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Field taking shape for DPS elections

DENVER – Election day is more than five months away but the field is already taking shape for three seats to be decided on the Denver Public Schools board in battles likely to be highly funded and hotly contested.

At stake in this year’s election is whether a 4-3 majority backing the reform agenda of Superintendent Tom Boasberg will survive.

Candidates can’t begin circulating nominating petitions until Aug. 3, leaving plenty of time for all three contests to become more crowded. But at least two candidates for each seat already have made public their intentions to run.

The lone incumbent seeking re-election is Arturo Jimenez, bidding for a second four-year term representing Northwest Denver’s District 5. He will be challenged by Jennifer Draper Carson, who was active as a volunteer in his campaign the first time around.

Two more seats will be wide open due to term-limits.

Theresa Peña, who represents the city at-large, and Bruce Hoyt, who represents Southeast Denver or District 1, are stepping down with the conclusion of their second terms.

Peña and Hoyt have typically backed Boasberg’s initiatives while Jimenez frequently votes against them.

Campaign activity in other school districts also is picking up. Lesley Dahlkemper, who runs the public relations firm Schoolhouse Communications, is set to launch her campaign for the Jefferson County school board on Tuesday.

Incumbent wants to retain seat in Northwest Denver

Jimenez, the current board vice president, hosted a gathering Thursday night at a Northwest Denver restaurant that was billed as an “endorser’s reception” and “campaign organization social.”

“I believe now that I’m seen as a voice of reason on the board that can bring different interests and different ideologies to the table,” he said in an interview prior to that event. “I think it’s really important to maintain that voice on the board.”

Jimenez, an immigration attorney, said he wants to see improved facilitation by DPS for parental classroom involvement, and he hopes to see parental involvement become a better-integrated district policy:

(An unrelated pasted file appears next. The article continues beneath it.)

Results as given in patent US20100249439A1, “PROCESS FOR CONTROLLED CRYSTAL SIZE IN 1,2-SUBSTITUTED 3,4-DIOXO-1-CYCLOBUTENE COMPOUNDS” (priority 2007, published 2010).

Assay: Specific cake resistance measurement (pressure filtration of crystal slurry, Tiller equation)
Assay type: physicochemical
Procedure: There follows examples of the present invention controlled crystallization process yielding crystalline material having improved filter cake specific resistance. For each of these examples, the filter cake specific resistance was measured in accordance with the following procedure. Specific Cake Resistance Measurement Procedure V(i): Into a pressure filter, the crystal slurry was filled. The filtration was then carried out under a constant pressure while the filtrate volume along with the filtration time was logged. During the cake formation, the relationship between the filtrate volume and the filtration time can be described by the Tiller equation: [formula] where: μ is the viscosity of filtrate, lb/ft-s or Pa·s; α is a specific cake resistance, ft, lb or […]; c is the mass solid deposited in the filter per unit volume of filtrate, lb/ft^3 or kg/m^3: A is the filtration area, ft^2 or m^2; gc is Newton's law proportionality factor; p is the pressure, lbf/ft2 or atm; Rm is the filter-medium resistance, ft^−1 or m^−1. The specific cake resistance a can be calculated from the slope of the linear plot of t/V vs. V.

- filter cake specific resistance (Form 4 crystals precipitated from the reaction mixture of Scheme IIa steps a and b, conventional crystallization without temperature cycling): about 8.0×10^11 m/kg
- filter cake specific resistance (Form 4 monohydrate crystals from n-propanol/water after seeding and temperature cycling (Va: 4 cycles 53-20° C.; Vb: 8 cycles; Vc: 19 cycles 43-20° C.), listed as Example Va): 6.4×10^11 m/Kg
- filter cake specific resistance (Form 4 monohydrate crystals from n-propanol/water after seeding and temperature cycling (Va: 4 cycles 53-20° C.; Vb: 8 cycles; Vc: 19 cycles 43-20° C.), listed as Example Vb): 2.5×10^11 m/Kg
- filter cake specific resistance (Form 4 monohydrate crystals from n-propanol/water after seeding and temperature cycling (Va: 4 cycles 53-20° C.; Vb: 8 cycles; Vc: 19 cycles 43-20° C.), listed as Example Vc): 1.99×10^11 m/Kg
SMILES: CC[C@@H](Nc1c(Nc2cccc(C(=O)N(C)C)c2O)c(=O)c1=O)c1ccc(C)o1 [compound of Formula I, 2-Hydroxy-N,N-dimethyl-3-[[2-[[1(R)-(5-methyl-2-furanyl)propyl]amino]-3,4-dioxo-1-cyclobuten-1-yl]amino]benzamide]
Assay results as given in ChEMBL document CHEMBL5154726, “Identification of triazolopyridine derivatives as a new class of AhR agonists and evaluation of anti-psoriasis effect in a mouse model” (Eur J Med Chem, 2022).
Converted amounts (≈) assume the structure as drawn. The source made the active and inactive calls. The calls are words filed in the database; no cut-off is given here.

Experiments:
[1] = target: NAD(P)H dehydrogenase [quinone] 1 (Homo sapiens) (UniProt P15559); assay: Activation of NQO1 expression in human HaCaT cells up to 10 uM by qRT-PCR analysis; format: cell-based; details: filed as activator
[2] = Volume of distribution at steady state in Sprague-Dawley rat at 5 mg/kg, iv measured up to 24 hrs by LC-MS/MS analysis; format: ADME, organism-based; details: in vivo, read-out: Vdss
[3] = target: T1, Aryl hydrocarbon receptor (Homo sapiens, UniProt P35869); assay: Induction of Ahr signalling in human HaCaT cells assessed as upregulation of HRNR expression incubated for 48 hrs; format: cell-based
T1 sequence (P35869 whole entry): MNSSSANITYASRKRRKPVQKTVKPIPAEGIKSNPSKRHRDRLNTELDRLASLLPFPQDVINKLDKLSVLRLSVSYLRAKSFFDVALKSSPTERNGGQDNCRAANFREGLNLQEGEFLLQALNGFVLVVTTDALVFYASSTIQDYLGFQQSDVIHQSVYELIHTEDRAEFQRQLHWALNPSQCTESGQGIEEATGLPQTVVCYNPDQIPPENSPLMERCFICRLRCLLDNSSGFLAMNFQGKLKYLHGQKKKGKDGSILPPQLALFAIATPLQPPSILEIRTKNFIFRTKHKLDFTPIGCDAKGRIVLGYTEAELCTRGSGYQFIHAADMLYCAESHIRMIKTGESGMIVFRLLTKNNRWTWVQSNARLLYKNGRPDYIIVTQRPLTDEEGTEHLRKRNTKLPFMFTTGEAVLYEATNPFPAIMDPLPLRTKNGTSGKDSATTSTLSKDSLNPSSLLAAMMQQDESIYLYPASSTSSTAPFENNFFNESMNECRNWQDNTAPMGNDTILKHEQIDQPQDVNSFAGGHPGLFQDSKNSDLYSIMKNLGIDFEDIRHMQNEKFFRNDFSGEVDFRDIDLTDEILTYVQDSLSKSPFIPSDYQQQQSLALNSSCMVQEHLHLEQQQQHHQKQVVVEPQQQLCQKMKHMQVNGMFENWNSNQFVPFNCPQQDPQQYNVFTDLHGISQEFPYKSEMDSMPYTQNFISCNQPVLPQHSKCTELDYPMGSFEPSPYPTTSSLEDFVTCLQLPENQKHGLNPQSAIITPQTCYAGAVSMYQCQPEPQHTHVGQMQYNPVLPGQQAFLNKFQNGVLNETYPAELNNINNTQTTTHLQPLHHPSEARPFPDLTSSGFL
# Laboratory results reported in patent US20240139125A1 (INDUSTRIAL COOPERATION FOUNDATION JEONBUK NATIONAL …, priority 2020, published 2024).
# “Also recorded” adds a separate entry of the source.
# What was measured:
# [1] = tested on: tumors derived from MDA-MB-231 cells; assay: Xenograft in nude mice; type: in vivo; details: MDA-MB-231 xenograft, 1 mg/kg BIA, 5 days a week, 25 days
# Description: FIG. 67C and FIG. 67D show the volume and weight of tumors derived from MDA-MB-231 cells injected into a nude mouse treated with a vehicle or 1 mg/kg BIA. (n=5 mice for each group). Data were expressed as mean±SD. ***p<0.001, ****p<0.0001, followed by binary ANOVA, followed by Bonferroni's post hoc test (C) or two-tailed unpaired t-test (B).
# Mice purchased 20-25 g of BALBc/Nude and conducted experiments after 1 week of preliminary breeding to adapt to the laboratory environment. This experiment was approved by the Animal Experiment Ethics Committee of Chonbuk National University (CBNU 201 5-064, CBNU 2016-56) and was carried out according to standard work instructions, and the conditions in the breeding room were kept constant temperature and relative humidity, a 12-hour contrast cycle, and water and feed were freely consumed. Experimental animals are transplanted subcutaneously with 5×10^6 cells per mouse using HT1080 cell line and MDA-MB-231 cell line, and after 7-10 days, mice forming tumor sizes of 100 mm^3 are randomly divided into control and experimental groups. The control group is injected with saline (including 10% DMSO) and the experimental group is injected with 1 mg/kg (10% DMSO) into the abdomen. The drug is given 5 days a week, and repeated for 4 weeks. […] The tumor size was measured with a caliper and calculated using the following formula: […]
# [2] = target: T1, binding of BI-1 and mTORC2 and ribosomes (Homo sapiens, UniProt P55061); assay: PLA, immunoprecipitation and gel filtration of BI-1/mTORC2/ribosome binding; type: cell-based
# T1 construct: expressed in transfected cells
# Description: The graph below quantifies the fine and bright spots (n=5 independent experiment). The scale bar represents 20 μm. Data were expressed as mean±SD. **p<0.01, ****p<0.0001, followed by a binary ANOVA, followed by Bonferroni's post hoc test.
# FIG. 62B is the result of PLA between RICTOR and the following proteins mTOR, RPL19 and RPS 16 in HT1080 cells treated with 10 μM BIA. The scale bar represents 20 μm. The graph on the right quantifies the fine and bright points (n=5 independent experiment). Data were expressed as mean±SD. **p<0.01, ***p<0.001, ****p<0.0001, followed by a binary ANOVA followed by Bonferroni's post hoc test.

“A lot of folks are making decisions about their schools in isolation, and not connected to a regional plan. And that’s really what I would like to see through.”

Carson, a former DPS classroom aide and resource advocate who most recently worked as a consultant for, said she is not satisfied with what the district has done to stem the flow of district “choice-outs” and dropouts.

“DPS is not knocking the ball out of the park. I think it’s time to bring in some different models,” she said.

“If you had a really poor-caliber restaurant in your neighborhood and you were told to go eat there three times a day, every day, it wouldn’t be deemed un-American to go open a new restaurant, would it? But that’s the sort of charge being levied at our charter parents.”

Carson also cited “leadership development” as an area of concern, bemoaning what she saw as “the absolute lack of process surrounding that, and planning. I don’t see any planning coming out of (DPS district offices at) 900 Grant, to develop strong pipelines of principals or really, teachers, for that matter.”

Familiar name waging campaign for at-large spot

Happy Haynes, a familiar name in Denver politics from years spent on the Denver City Council, is running for Peña’s at-large seat.

Others campaigning at-large include Roger Kilgore, a Park Hill resident and longtime business consultant.

Haynes resigned her job as DPS’s chief community engagement officer effective Wednesday. She remains supportive of the initiatives advanced under Boasberg’s tenure.

However, Haynes said, “This isn’t about the current superintendent. This is about the kids, and where the district needs to go.

“I think that’s very polarizing, characterizing it as whether you’re for the superintendent or not,” she said. “It’s about the kids and where the district should be headed. We should be focusing on those things, rather than the drama among adults.”

Kilgore said the Haynes name may be known, but not for education.

“Her name recognition is not in education,” Kilgore said. “And I think that’s a liability for her, to go from working for the DPS and the superintendent to a position of oversight. It is an awkward leap.”

Kilgore describes himself as supportive of the district’s strategic plan, the Denver Plan, but added, “There is a lot of flex within the plan, in terms of how you get to where you need to be.”